There hasn't been a traffic fatality in the village of Glen Carbon since 2003, according to Officer Wayne White.
That's when the Police Department began participating in the Illinois Traffic Safety Challenge, taking first place several times in its class in the statewide competition and once in the national competition.
This year, Glen Carbon tied for second place in the Champions category.
After taking first place in 2005, the department had to compete against all of the other first-place champions in all classes.
The department tied for second place with the Will County Sheriff's Department for their 2006 safety campaigns.
The Algonquin Police Department took first place overall and was named best overall department.
White said there is definitely a connection between the elimination of traffic fatalities and the department's participation in the Traffic Safety Challenge because the object of the challenge is to reduce the number of traffic crashes that would result in fatalities or serious injuries.
Sgt. J.T. Jones was the Traffic Safety coordinator for 2006, selecting U.S. presidents as the theme of the report entered in the challenge. For example, President Ronald Reagan was called the Great Communicator. The report noted that the Police Department has a similar role in communicating the message of safety to motorists.
"I think our police officers did an outstanding job and the people of Glen Carbon did too, in obeying the seat-belt laws," Jones said.
In addition to the increase in the use of seat belts in 2006, there were 30 percent fewer speed-related traffic crashes in the village than in 2005.
The traffic safety program has three goals: to educate the public, to obtain public service announcements, and to strictly enforce all traffic-related laws, especially the ones requiring seat belts, speed limits and prohibiting driving under the influence of alcohol or drugs.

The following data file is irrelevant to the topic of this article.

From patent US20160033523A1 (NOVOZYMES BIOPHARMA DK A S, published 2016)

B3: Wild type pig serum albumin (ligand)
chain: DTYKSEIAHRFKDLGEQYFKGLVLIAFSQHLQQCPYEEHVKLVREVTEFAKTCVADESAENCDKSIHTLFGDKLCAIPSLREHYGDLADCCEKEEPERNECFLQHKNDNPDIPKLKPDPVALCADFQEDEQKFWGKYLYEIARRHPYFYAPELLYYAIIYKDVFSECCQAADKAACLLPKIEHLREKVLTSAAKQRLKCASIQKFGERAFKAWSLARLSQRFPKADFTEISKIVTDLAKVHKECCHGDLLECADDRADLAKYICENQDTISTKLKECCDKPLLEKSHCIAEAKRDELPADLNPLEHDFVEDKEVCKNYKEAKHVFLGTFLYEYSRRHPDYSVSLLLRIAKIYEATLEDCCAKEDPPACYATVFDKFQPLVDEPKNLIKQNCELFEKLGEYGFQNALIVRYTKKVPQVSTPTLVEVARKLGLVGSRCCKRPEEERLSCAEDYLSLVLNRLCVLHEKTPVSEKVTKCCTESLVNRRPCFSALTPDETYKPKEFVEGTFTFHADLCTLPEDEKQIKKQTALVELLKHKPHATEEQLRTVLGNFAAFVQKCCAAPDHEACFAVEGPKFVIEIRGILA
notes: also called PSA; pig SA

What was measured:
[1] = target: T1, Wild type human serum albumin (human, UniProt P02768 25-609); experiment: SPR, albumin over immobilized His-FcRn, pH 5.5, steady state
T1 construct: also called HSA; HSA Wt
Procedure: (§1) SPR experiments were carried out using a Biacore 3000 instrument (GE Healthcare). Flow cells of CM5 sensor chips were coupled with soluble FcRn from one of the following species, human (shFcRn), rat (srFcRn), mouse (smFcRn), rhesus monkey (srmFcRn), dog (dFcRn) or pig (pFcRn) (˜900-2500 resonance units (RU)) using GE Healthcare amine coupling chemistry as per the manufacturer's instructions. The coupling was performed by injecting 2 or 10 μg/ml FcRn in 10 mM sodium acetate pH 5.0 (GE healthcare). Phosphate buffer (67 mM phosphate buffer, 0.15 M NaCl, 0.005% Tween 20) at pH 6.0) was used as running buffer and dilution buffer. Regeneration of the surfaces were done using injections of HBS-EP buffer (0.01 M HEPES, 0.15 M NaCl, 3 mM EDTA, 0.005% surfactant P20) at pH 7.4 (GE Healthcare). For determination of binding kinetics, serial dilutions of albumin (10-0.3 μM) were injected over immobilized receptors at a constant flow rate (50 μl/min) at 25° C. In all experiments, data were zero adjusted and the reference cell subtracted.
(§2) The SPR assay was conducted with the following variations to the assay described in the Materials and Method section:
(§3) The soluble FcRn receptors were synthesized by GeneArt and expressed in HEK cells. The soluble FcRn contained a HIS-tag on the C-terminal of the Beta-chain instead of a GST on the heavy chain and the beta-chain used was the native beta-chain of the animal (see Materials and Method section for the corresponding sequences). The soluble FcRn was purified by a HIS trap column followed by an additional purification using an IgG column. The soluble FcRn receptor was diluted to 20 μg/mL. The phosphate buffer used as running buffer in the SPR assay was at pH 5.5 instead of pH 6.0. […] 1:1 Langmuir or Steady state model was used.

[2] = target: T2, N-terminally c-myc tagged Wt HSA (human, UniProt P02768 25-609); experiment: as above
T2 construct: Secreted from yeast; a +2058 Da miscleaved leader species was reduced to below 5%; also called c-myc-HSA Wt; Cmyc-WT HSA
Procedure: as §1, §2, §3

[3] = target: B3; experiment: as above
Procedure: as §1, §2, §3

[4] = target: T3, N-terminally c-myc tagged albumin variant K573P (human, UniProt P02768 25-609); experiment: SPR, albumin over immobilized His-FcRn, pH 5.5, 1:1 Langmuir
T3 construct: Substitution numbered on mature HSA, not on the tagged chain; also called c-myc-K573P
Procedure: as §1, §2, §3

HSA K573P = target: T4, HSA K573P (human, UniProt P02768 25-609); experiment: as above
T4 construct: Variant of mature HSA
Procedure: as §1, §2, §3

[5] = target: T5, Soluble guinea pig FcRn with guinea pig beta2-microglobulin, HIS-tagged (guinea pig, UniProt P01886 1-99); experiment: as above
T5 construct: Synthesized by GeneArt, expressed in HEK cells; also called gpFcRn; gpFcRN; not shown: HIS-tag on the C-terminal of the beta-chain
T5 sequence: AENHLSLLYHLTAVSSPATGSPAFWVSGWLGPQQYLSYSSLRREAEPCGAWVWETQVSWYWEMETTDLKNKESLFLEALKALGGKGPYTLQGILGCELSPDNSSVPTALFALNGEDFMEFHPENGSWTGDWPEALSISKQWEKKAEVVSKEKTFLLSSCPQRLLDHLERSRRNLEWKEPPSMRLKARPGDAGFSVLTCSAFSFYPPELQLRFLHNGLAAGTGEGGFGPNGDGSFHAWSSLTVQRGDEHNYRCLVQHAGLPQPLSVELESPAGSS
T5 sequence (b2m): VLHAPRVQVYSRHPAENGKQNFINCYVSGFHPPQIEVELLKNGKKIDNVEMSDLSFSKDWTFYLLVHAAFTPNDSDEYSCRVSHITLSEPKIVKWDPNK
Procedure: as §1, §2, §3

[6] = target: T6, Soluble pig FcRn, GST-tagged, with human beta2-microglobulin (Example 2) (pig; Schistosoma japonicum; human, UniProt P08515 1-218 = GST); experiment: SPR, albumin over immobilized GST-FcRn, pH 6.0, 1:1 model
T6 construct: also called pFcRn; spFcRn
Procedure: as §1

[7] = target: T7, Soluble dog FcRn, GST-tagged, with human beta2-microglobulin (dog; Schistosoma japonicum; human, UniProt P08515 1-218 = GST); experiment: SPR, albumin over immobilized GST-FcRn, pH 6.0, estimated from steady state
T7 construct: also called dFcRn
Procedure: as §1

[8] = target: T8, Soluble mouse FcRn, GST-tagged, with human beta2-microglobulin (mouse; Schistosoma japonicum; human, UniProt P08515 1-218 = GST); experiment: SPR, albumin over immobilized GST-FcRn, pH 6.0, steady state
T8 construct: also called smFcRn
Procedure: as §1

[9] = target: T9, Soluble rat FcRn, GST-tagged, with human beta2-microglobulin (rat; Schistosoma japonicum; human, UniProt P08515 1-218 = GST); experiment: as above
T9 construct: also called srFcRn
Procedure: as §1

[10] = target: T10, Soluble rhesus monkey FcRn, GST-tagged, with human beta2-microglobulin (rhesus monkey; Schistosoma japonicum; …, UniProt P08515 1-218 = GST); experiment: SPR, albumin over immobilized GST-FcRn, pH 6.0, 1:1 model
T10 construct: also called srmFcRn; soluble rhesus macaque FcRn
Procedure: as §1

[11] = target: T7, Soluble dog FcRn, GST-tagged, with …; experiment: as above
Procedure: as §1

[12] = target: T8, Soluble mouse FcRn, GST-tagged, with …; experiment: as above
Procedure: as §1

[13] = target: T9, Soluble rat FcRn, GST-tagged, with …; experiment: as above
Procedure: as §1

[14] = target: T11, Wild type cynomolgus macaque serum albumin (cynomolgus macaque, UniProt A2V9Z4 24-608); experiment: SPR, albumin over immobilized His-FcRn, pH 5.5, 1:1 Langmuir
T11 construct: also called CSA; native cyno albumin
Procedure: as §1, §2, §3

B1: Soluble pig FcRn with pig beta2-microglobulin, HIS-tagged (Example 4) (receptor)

The campaign to wear seat belts has had an effect in the state, too. Last year, the state of Illinois had the highest seat-belt usage in the continental United States. In surveys, 88 percent of front seat occupants were buckled up. So far, in 2007, 90.1 percent are wearing their seat belts.
The traffic fatality rate throughout the state in 2006 was lower, too, 7 percent lower than in 2005. There were 1,267 traffic-related fatalities in Illinois in 2006, the lowest number since 1924. The good news is there are 29 fewer traffic fatalities in Illinois this year than there were at this same date in 2006.
"That's the whole reason for the program," White said.
The Glen Carbon Police Department received recognition for its Traffic Safety Challenge program at the recent annual conference of the Illinois Chiefs of Police in the Chicago area.
The department also won a portable laser-radar unit in a random drawing. It is an UltraLyte LR B model that allows police to zero in on a particular vehicle by spotting it with the laser to check how fast it is traveling. It is especially useful in multi-lane traffic for pinpointing the target vehicle. The UltraLyte LR B features a weather filter that makes it possible to target vehicle speed through moderate rain or snow. It has a shoulder harness that allows officers to use the unit from the roadside to apprehend drivers who are in violation of the speed limit. Laser Technology Inc. donated the unit and White estimated its purchasing cost would be between $3,000 and $4,000.
©Edwardsville Intelligencer 2007